Free Enterprise

Earth Day Means Sandboxing

This article was written by Todd Myers, Environmental Director at Washington Policy Center, and Caden Rosenbaum, Senior Policy Analyst at Libertas Institute.

As Earth Day approaches and politicians and activists alike declare their concern for the planet, the reality is that government bureaucracy and red tape are undermining our ability to be good environmental stewards. 

Two years ago, Congress allocated $7.5 billion to help reach a goal of 500,000 electric vehicle charging stations nationwide. Yet, as the Washington Post reported last month, only seven have so far been built. 

Rather than creating new bureaucratic programs, what is needed most is a multi-faceted  approach that utilizes  the dynamism of industry and private investment. 

Fortunately, some states are already leading the way to unleash innovation in  hopes of  solving  difficult environmental problems.

In 2023, Connecticut launched its Innovative Energy Solutions program to help achieve their decarbonization goals by creating technologies that empower people to save energy, save money, and cut CO2 emissions.

It is already yielding new ideas.

KrakenFlex works with customers to meet their electricity needs by using technology to provide energy when costs are low. If a customer needs their EV to be fully charged by 7 a.m., KrakenFlex can schedule charging in the early morning when prices are low. If the customer needs their EV charged in an hour, the system can charge it immediately, regardless of price. “Protecting the customer is key,” says Heather Williams of KrakenFlex.

Another company in Connecticut’s IES is Piclo. Piclo’s strategy is to pay customers to conserve energy by selling the electricity in their EV batteries back to the power grid when customers don’t need it as much as local utilities do. Piclo says their focus is identifying cost-effective alternatives to backup generators. Finding slack resources, such as unused EV batteries, prevents the need to build new, expensive generators.

Both companies have already had success in the U.K. where there is more governmental  flexibility. Connecticut’s regulatory sandbox is helping bring that innovation to the United States. Without the sandbox, neither company would have had that opportunity.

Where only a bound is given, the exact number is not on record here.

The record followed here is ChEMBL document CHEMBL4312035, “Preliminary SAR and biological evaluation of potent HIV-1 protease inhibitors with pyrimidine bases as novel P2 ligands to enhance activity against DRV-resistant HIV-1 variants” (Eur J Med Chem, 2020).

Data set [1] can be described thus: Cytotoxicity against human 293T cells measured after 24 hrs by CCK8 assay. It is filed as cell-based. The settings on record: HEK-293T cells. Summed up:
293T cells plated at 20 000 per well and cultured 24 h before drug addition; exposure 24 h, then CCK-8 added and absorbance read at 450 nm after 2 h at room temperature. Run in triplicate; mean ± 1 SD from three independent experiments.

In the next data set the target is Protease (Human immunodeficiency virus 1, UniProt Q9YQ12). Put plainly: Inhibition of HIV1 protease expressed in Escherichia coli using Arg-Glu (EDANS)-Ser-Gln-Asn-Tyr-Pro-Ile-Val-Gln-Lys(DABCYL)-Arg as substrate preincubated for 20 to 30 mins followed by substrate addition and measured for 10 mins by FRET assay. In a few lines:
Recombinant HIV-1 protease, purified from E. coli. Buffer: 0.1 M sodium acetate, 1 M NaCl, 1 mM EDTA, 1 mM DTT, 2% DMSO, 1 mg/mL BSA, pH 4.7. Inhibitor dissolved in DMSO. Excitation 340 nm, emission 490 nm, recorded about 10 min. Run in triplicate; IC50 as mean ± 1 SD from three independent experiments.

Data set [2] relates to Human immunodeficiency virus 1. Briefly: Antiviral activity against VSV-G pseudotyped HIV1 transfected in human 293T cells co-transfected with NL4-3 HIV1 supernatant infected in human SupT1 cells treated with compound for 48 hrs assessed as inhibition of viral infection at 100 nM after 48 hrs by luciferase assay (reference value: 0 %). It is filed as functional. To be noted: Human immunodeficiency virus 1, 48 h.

But our environmental challenges are about more than energy, and the underpinnings of the IES apply to a wide swath of areas ripe for innovation.

The concept behind the Connecticut IES, known more generally as a “regulatory sandbox,” is aimed at helping state regulators work with innovators to identify rules that make it difficult to build and operate. State regulators use this unique relationship to temporarily waive or modify regulations in exchange for closer communication and data sharing. 

The thing that sets Connecticut apart is that it is the first “energy sandbox.” Connecticut’s IES sandbox shows the potential to accelerate environmental innovation and others are taking note. As other states have explored, sandboxes can be used to improve many other facets of the environment that are key to a healthy ecosystem, and ripe for regulatory reform. 

Responding to a deficit in salmon populations, for example, the Washington state legislature considered a regulatory sandbox to remove regulatory barriers to salmon recovery this year. This move was supported by salmon recovery activists, native tribes, and a bipartisan group of legislators. Although the bill was not passed, this effort is expected to reup next year, as momentum for these regulatory environments build.

The promise of regulatory sandboxes, even at the federal level, is their ability to work fast and create meaningful opportunities for progress that wouldn’t otherwise exist under the current regulatory framework.

As environmental issues become more challenging, the time we are afforded to clutch our pearls over regulatory control is quickly coming to an end. What’s needed now, more than another overly-cautious government regulation, is a sandbox for innovators – working proactively with regulators to solve this enormous challenge.